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Coding an app

If you’re serious about your app, the question is not really whether or not to have a dedicated app website (or app site) to support your app marketing efforts but rather when you should start putting your website live.

Here’s my answer : before your first line of code!

That’s of course assuming that you’ve done your research and that you are committed to making it to the store.

You’ll need a website for online support and branding anyway (and much more), so why not benefit from its promotional power before your app release?

Here are a few benefits of having a website as soon as you got some of your great designs ready (because you do need great design for your app):

Collecting email addresses of potential users

What are people going to do on your app’s website if there is no app yet? Give them a taste of what your app will do with a few screenshots (or screenshot designs, since you haven’t coded anything yet – I guess you could even try wireframes), a great pitch (use your headline) and have them subscribe to your mailing-list !

This will give you an indication of how much people are interested in your upcoming app and above all will allow you to have a customer base even before launching your app.

You need to keep them updated about your progress. Not daily or anything like that, but what you want to make sure of is that they know who you are and what your app is.

It’s incredible the number of release email I receive for app releases I signed up for but don’t recall.

It can also be an opportunity to learn about your potential customers and improve your app. Take a look at how Kissmetrics got potential users’ emails, some info about what they want and their needs:

Kissmetrics Analytics

On release day (or when your beta is ready), send a nice email to everyone who signed up (as well as every relative that might be interested) telling them your app is live. And remind them what your app is and why they should give it a try.

For our email newsletter we use MailChimp, and there are other good services out there (none with a cute monkey, though).

Starting your SEO efforts

Even if you don’t have much content on your appsite in the beginning, it’s way better than nothing and never too early to have search engines stop by. Make sure to have a SEO-friendly website, with basic stuff like great headings and optimized titles for your pages.

If you want to start engaging potential users in your project (see next benefit), having a blog is also a great way to start building content about what your app does and its features…And telling search engines that your website is relevant.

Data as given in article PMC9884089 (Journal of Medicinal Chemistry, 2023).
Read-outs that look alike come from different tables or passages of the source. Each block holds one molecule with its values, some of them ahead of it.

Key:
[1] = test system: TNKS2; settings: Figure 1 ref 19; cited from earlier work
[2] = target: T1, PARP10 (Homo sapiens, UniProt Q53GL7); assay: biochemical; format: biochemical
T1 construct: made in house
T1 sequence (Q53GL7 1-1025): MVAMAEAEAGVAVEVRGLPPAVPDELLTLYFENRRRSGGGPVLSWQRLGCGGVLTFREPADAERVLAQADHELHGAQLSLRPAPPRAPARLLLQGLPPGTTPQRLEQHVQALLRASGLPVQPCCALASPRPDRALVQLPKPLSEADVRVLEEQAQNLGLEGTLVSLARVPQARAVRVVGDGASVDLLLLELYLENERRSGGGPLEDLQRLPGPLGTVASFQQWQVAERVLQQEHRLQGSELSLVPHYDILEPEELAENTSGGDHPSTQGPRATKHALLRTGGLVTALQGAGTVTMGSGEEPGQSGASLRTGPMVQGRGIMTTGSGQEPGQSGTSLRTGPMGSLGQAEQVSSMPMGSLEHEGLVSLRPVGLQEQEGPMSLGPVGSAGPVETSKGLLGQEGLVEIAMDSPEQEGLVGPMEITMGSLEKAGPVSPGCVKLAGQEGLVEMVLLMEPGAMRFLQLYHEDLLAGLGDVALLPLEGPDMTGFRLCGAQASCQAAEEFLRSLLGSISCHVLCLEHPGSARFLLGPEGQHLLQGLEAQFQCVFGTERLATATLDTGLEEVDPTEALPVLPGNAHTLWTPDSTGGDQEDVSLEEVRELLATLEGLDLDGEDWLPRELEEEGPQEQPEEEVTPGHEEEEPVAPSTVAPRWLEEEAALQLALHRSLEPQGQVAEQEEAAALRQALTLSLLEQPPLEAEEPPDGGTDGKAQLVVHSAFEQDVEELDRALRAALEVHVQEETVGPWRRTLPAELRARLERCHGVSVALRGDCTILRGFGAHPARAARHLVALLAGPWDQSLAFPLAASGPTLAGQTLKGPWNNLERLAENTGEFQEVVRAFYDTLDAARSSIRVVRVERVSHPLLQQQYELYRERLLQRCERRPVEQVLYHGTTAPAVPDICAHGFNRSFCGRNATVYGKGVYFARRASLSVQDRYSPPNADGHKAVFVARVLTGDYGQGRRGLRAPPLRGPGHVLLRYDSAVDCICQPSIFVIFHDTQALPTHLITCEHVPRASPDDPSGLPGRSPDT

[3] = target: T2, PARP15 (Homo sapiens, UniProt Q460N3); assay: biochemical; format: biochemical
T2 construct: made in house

Getting feedback from potential users and engaging them

Having a blog is not only for SEO, it allows you to engage users or even get early feedback on your app: its design, its features.

Talk about how the development is coming along, topics around your market and start building a community.

Since you also have an email list (see above), you can use it to share your post and keep people updated.

Redirecting your friends to a specific place

It might not seem like much but that’s a way to have people start talking about your apps.

I’m not telling you to harass everyone you know, but having a website gives your app credibility and a place to refer your friends and family to when they ask you about it (or when you tell them).

You website can (and should) evolve

As long as you’ve made up your mind on your app name, don’t be afraid to put a website live because it might change later! You can (and should) make it evolve : new screenshots, better pitch and new features explanations.

In its App Savvy book, Ken Yarmosh talks about an interesting approach to have for your website evolution and breaks it into four stages :

1. Splash / Landing page

2. Splash / Landing page plus blog

3. Pre-launch website

4. Post-launch website

Granted, the book is from 2010, but the approach remains a good one. Your app website should constantly be evolving (even within those stages): test a new headline, a new pitch, etc.

Having a website for your app is definitely a key element of your app marketing efforts, don’t pass on the opportunity.

What about you? When do you start putting together your app’s website? Have you found any other benefits from having it live early? Let us know what you think in the comments!

Sylvain Gauchet

Hi there, I'm Sylvain and I'm one of the co-founders of Apptamin. Apptamin is a creative agency specialized in app videos (video ads, app store videos, etc.) where we find engaging ways to present mobile apps and games so our clients can either increase their conversion rates or improve their user acquisition.

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  1. Great post, Sylvain. I would only add that in some cases it’s worth putting up a website prior to launch also to test potential designs and branding concepts. It’s easier to change these (if needed) early on than post-launch.

    1. Thanks Dori. You’re right, I was talking about feedback on features but it’s definitely a way to get feedback on designs, and prevent the risk of bad reviews post-launch…Or the risk of using a bad icon, etc.


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